River Fishing tips

River fishing is my favorite pastime. The sound of the water and the visual satisfaction of moving water allow me to escape to my happy place. I have been fishing for over 50 years and have learned a few things. Most of what I’m about to share isn’t complicated and some of may be obvious. But, it can be useful the next time you find yourself fishing on a river, creek or stream. If you are new to fishing check out my Learning to fish post.

I love fly fishing, but I catch most of my trout with a spinner. So that is what I’m going to focus on in this post. Note, I live near the rocky mountains where trout fishing is popular. If you find these tips to be helpful, please consider ordering some fishing gear from any of the Amazon affiliate links on this site. I receive a small commission on qualified sales. Thanks for your support!

river fishing

River fishing spinners

  1. Water temperature can tell you how aggressive the fish are going to be. When fishing for trout it is difficult to get a reaction strike if the water temp is under 40 degree’s . This is a good time for fly fishing. A good time for spinners is above 45. I’ve had the most action between 50 and 55.  And, if it gets above 65 degrees, I stop fishing for trout. The warmer water can stress a trout to death. This is a good time for Bass, catfish, walleye or your favorite warm water fish. 
  2. Spinner selection can be the most dramatic factor in your success. A bright flashy spinner on a sunny day in clear water can actually spook the fish. All you need is to get some curiosity going. Most natural food for trout (if not all) is not that flashy. That’s why I recommend using darker lures. Such as the Panther martin, all black with yellow dots. It’s just enough , even on cloudy days, if the water is mostly clear.  i only use flashy spinners on cloudy days or murky waters.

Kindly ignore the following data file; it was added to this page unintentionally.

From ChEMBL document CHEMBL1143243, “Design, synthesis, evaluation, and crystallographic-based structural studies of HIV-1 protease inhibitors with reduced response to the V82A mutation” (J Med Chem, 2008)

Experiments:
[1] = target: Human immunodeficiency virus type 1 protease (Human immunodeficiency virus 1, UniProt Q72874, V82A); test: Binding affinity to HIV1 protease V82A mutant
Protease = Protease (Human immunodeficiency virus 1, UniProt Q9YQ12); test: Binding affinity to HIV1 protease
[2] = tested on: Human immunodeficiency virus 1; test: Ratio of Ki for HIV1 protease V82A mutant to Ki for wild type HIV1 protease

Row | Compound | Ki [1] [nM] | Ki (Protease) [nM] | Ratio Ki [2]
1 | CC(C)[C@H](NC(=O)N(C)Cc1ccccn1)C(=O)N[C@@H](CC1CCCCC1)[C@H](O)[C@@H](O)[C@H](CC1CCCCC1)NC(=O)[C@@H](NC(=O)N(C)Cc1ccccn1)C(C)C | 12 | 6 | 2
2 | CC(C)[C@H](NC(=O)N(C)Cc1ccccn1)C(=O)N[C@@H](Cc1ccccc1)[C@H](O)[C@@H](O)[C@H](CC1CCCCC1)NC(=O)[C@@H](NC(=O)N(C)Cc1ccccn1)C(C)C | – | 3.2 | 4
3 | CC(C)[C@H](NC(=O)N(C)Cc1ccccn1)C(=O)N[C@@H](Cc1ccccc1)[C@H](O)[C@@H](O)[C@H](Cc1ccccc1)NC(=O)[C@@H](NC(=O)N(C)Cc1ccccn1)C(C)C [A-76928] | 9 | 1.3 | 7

3. When you find a nice pool, where the whitewater ends and the bubbles begin. Take a few short cast and try to catch the fish close to you. If you take the long cast and hook up, you will spook everything in the path of the catch. If you spook a pool, you can come back to it in 20 to 30 minutes. (fish have short memories )
  4. Try to keep the spinner in front of the fish. They are facing upstream waiting for food to come to them. Cast upstream at  a 45 degree angle and try to reel at the same speed as the current. The current will drift the spinner in front of the fish. Then cast straight across the river ( 90 degree cast ) and do the same. Then take a 45 degree cast down stream and do the same. repeat a few times and move upstream 10 to 20 feet to reach a new set of fish. It’s hard to catch fish sneaking up behind them with a spinner. NOTE: If you have waders and it is safe to do so you can stand in the river and take all of your casts upstream. (My personal favorite) 
  5. Use braided line with a 8 to 10 foot fluorocarbon leader. Braided line will reduce line twisting and fluorocarbon line doesn’t reflect sunlight like monofilament. I recommend Spider wire Translucent for braided line. it is white and has a coating of fluorocarbon on it. Reducing visibility below the water line. Line twisting will always be an issue when spinner fishing currents. But by casting upstream with braided line you should only need to replace the line once a year. I also suggest using a 6 1/2 foot ultralight fishing pole for trout fishing rivers.  
  6. When I’m out on the river I’m looking for specify features in the river that I believe the fish are holding. For example, Pools where the water slows down. But I’m also looking for Rocks in the water. Fish like to hold in front of rocks as well as under. I like to finds shelfs where a few inches to a foot of slower water meets a faster current. But don’t be afraid to cast into strong currents, trout are everywhere. To help see underwater features like submerged rocks a recommend getting polarized lenses. They really make a difference when sight fishing or just getting a better view of hidden features.

    For more tips, click on the video link below. Tight lines!





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